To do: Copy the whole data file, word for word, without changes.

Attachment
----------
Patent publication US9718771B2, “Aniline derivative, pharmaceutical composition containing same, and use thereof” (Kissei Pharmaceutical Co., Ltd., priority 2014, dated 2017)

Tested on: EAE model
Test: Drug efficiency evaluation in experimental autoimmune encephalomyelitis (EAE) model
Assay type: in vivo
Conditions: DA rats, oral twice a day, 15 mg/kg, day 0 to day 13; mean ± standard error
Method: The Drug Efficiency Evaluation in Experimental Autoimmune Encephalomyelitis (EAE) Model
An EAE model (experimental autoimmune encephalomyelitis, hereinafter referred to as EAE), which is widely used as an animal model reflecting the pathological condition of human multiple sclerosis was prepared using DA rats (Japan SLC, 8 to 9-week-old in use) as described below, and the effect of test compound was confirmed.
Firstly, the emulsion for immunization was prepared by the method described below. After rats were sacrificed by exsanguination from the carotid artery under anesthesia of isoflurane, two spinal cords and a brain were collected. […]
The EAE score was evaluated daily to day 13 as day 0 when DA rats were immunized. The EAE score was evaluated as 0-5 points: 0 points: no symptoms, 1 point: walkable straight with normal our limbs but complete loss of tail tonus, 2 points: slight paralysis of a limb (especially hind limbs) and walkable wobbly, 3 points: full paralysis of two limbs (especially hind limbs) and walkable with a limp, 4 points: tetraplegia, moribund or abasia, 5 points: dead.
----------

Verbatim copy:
Patent publication US9718771B2, “Aniline derivative, pharmaceutical composition containing same, and use thereof” (Kissei Pharmaceutical Co., Ltd., priority 2014, dated 2017)

Tested on: EAE model
Test: Drug efficiency evaluation in experimental autoimmune encephalomyelitis (EAE) model
Assay type: in vivo
Conditions: DA rats, oral twice a day, 15 mg/kg, day 0 to day 13; mean ± standard error
Method: The Drug Efficiency Evaluation in Experimental Autoimmune Encephalomyelitis (EAE) Model
An EAE model (experimental autoimmune encephalomyelitis, hereinafter referred to as EAE), which is widely used as an animal model reflecting the pathological condition of human multiple sclerosis was prepared using DA rats (Japan SLC, 8 to 9-week-old in use) as described below, and the effect of test compound was confirmed.
Firstly, the emulsion for immunization was prepared by the method described below. After rats were sacrificed by exsanguination from the carotid artery under anesthesia of isoflurane, two spinal cords and a brain were collected. […]
The EAE score was evaluated daily to day 13 as day 0 when DA rats were immunized. The EAE score was evaluated as 0-5 points: 0 points: no symptoms, 1 point: walkable straight with normal our limbs but complete loss of tail tonus, 2 points: slight paralysis of a limb (especially hind limbs) and walkable wobbly, 3 points: full paralysis of two limbs (especially hind limbs) and walkable with a limp, 4 points: tetraplegia, moribund or abasia, 5 points: dead.